The French philosopher Bernard-Henri Lévy does not pretend that “Slava Ukraini,” a war dispatch that he directed with Marc Roussel, is a polished documentary. In his closing narration, he describes it as an “unfinished film that we deliver as such, from the road.”
For better and worse, that is how it plays. Lévy’s second documentary on the war in Ukraine (the first, “Why Ukraine,” aired on television in Europe) follows his travels to cities around the battered country in the second half of 2022. He meets with soldiers and civilians to capture the human stakes of the fight, with the goal of rallying the world against complacency in the face of the Russian president Vladimir V. Putin’s aggression.
Lévy’s effort demands respect. Public intellectuals in the United States seldom travel through war zones with a camera running. (For that, we have Sean Penn.) They do not head into the center of a still-smoldering Bakhmut as the rumble of combat echoes in the background. Nor do they stand across the Dnipro River from an active Russian military position, in apparent view of a sniper. “For the time being, there is only sporadic fire,” Lévy explains over footage of himself hastening back to a car.
It is also facile to dismiss Lévy, as some have, as a conflict-chasing opportunist. He’s been at this long enough. Lévy first wrote as a war correspondent in the early 1970s. His documentary “Peshmerga,” on Kurdish forces fighting the Islamic State in Iraqi Kurdistan, and its follow-up, “The Battle of Mosul,” were released here in 2020.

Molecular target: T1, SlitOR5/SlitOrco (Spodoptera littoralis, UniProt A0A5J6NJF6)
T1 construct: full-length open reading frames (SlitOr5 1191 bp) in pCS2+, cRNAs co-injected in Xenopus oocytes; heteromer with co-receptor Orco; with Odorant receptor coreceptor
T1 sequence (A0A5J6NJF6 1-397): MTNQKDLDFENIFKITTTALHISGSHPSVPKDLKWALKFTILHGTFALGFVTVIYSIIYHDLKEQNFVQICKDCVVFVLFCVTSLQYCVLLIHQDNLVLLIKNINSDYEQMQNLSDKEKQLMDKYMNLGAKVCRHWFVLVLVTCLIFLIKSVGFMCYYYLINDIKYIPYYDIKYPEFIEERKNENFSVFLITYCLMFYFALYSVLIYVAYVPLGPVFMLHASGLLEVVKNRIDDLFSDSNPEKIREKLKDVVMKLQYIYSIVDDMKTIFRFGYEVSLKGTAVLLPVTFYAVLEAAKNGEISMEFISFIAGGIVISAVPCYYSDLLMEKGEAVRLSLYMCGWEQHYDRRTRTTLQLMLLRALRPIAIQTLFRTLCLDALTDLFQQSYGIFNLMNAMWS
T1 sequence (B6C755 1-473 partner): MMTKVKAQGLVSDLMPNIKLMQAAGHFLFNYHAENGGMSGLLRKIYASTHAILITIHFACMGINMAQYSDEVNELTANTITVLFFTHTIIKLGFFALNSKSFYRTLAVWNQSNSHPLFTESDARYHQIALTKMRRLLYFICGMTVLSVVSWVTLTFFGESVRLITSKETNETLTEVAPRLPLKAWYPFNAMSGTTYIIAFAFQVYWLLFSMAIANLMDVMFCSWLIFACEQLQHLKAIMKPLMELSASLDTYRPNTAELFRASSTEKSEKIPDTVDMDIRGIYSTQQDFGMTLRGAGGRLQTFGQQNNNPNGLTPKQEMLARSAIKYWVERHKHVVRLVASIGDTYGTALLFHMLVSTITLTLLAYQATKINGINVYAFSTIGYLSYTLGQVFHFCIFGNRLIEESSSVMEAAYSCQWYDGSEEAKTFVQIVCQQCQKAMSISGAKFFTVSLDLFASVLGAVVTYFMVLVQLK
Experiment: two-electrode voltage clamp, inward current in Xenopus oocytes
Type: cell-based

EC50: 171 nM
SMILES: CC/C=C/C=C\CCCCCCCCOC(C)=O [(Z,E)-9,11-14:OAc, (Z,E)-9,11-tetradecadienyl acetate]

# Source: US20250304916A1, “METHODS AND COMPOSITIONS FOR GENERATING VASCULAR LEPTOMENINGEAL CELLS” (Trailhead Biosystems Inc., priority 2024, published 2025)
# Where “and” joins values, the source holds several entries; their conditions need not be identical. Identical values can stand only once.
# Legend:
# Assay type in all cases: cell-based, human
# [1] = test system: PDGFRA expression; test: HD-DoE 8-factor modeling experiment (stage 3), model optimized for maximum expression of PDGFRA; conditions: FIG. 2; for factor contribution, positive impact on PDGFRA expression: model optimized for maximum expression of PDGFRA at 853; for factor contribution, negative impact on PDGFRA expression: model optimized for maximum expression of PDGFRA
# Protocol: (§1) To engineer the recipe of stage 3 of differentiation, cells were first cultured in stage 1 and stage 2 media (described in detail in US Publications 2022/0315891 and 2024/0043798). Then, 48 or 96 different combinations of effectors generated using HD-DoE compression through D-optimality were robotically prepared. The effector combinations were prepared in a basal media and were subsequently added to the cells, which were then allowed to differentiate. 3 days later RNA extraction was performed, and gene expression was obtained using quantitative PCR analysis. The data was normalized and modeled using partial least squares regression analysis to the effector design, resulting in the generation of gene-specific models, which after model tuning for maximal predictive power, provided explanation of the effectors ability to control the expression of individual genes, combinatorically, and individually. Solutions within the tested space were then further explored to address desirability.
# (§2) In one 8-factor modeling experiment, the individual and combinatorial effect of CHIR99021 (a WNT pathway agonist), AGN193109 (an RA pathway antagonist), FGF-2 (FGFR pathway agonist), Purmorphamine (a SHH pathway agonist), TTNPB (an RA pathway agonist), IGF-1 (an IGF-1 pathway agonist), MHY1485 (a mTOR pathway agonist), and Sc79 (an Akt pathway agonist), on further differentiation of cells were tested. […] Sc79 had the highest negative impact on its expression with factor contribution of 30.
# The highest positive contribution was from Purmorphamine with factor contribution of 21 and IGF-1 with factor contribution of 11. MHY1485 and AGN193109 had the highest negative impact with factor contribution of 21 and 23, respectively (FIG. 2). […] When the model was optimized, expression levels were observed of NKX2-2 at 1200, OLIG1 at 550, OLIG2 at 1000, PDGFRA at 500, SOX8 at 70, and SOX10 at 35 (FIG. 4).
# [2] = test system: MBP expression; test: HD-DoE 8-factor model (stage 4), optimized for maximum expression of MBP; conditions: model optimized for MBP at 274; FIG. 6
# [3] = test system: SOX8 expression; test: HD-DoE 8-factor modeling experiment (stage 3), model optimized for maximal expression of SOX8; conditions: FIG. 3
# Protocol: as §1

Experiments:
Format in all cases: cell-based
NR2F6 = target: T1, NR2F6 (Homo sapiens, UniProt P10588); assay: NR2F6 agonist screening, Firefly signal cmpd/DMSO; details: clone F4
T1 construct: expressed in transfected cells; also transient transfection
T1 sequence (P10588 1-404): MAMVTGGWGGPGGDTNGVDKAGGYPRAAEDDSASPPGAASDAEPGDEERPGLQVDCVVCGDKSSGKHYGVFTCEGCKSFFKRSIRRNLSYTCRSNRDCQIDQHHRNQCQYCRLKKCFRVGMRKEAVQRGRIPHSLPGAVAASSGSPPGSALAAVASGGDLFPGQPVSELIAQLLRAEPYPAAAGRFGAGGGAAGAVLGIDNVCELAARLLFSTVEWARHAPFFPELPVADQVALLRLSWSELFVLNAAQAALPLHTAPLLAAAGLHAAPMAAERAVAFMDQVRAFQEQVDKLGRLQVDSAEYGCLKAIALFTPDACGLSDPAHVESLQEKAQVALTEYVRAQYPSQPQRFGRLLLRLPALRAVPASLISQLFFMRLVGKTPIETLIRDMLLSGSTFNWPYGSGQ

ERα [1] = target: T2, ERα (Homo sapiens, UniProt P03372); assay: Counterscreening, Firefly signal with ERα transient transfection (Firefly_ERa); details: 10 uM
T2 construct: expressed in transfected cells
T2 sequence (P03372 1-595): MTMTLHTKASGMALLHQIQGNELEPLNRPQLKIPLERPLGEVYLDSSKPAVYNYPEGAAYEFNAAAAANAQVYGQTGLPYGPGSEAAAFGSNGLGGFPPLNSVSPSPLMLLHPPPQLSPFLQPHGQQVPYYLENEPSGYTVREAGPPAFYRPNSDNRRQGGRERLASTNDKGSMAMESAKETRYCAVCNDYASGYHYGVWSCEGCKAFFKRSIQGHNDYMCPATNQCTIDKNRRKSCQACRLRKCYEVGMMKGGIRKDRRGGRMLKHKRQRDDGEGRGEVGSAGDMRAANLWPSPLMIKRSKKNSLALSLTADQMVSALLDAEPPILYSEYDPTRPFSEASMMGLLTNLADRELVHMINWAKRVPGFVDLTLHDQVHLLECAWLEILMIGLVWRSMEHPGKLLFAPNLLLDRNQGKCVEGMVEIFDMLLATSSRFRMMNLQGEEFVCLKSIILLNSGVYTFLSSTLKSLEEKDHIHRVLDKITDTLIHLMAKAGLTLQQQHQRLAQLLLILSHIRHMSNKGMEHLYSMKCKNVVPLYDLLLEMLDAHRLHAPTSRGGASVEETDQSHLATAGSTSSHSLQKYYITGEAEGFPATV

Yet Lévy does not make especially cohesive documentaries, and “Slava Ukraini” consists, like the Iraq films, of a disjointed, often insufficiently contextualized collection of interviews and interactions from his travels. It is hard not to wish for a version of “Slava Ukraini” in which Lévy played a less central onscreen role, or at least one without so much obtrusive scoring or voice-over.
Occasionally his commentary is poetic. A breathtaking hand-held shot shows him trudging through a trench with soldiers as he reflects in narration “on this archaic habit of men burying themselves so not to die.” Yet more often, at least as subtitled, his words are so florid (“And we walk, under an insolently blue sky, looking for miraculous survivors”) that they risk trivializing his encounters. The camera says a lot without him.
But artistic values aren’t really the point, which is to meet Ukrainians and to see different corners of the bombarded country, where residents, Lévy suggests, have in many cases become inured to the sight of a bombed office building or to the sound of warning sirens. “If there’s an evacuation, where will I go?” says a woman making borscht outdoors. Lévy visits a synagogue that sheltered outsiders, an act that he says serves as “a magnificent rebuttal to Putin’s propaganda about the inexpiable war between Ukraine and its Jews.” Survivors in liberated Kherson gather around generators to charge their phones, preparing to call people who may have been killed.
Maybe Lévy didn’t need to be the one to put them in a movie. But he’s the one who did.